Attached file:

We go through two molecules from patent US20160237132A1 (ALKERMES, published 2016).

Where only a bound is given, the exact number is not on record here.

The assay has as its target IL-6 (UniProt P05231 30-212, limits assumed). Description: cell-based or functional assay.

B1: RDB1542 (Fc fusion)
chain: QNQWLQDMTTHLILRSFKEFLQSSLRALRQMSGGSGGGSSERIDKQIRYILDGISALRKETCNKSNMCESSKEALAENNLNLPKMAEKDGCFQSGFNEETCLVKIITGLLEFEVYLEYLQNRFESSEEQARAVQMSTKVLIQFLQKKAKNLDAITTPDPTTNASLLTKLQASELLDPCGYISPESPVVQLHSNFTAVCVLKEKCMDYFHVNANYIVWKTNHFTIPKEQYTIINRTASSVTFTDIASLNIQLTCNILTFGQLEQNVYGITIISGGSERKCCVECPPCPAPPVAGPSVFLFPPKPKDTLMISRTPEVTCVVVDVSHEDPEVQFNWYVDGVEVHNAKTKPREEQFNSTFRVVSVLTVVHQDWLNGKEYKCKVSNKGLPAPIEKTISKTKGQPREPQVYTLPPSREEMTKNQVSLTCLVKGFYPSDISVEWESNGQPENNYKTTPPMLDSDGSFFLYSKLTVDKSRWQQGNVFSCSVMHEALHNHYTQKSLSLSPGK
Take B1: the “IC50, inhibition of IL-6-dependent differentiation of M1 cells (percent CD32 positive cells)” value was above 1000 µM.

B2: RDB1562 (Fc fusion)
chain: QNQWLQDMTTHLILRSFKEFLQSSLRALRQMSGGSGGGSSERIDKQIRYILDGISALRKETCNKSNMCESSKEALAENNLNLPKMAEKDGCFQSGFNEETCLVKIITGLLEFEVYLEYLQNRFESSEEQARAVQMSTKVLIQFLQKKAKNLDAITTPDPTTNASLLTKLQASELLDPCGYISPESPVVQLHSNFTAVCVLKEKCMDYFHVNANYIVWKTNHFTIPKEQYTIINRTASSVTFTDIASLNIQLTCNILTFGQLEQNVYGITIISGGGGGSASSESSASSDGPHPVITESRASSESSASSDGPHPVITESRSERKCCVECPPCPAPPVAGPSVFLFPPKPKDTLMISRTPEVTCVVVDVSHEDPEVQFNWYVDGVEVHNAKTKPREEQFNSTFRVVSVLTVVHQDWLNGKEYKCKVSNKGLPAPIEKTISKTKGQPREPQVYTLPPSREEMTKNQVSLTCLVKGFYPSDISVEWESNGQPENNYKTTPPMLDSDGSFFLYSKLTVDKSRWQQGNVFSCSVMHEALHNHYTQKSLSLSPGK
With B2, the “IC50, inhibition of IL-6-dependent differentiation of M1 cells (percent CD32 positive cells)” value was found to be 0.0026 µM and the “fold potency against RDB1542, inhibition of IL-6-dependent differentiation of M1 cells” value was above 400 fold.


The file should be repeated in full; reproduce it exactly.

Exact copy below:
We go through two molecules from patent US20160237132A1 (ALKERMES, published 2016).

Where only a bound is given, the exact number is not on record here.

The assay has as its target IL-6 (UniProt P05231 30-212, limits assumed). Description: cell-based or functional assay.

B1: RDB1542 (Fc fusion)
chain: QNQWLQDMTTHLILRSFKEFLQSSLRALRQMSGGSGGGSSERIDKQIRYILDGISALRKETCNKSNMCESSKEALAENNLNLPKMAEKDGCFQSGFNEETCLVKIITGLLEFEVYLEYLQNRFESSEEQARAVQMSTKVLIQFLQKKAKNLDAITTPDPTTNASLLTKLQASELLDPCGYISPESPVVQLHSNFTAVCVLKEKCMDYFHVNANYIVWKTNHFTIPKEQYTIINRTASSVTFTDIASLNIQLTCNILTFGQLEQNVYGITIISGGSERKCCVECPPCPAPPVAGPSVFLFPPKPKDTLMISRTPEVTCVVVDVSHEDPEVQFNWYVDGVEVHNAKTKPREEQFNSTFRVVSVLTVVHQDWLNGKEYKCKVSNKGLPAPIEKTISKTKGQPREPQVYTLPPSREEMTKNQVSLTCLVKGFYPSDISVEWESNGQPENNYKTTPPMLDSDGSFFLYSKLTVDKSRWQQGNVFSCSVMHEALHNHYTQKSLSLSPGK
Take B1: the “IC50, inhibition of IL-6-dependent differentiation of M1 cells (percent CD32 positive cells)” value was above 1000 µM.

B2: RDB1562 (Fc fusion)
chain: QNQWLQDMTTHLILRSFKEFLQSSLRALRQMSGGSGGGSSERIDKQIRYILDGISALRKETCNKSNMCESSKEALAENNLNLPKMAEKDGCFQSGFNEETCLVKIITGLLEFEVYLEYLQNRFESSEEQARAVQMSTKVLIQFLQKKAKNLDAITTPDPTTNASLLTKLQASELLDPCGYISPESPVVQLHSNFTAVCVLKEKCMDYFHVNANYIVWKTNHFTIPKEQYTIINRTASSVTFTDIASLNIQLTCNILTFGQLEQNVYGITIISGGGGGSASSESSASSDGPHPVITESRASSESSASSDGPHPVITESRSERKCCVECPPCPAPPVAGPSVFLFPPKPKDTLMISRTPEVTCVVVDVSHEDPEVQFNWYVDGVEVHNAKTKPREEQFNSTFRVVSVLTVVHQDWLNGKEYKCKVSNKGLPAPIEKTISKTKGQPREPQVYTLPPSREEMTKNQVSLTCLVKGFYPSDISVEWESNGQPENNYKTTPPMLDSDGSFFLYSKLTVDKSRWQQGNVFSCSVMHEALHNHYTQKSLSLSPGK
With B2, the “IC50, inhibition of IL-6-dependent differentiation of M1 cells (percent CD32 positive cells)” value was found to be 0.0026 µM and the “fold potency against RDB1542, inhibition of IL-6-dependent differentiation of M1 cells” value was above 400 fold.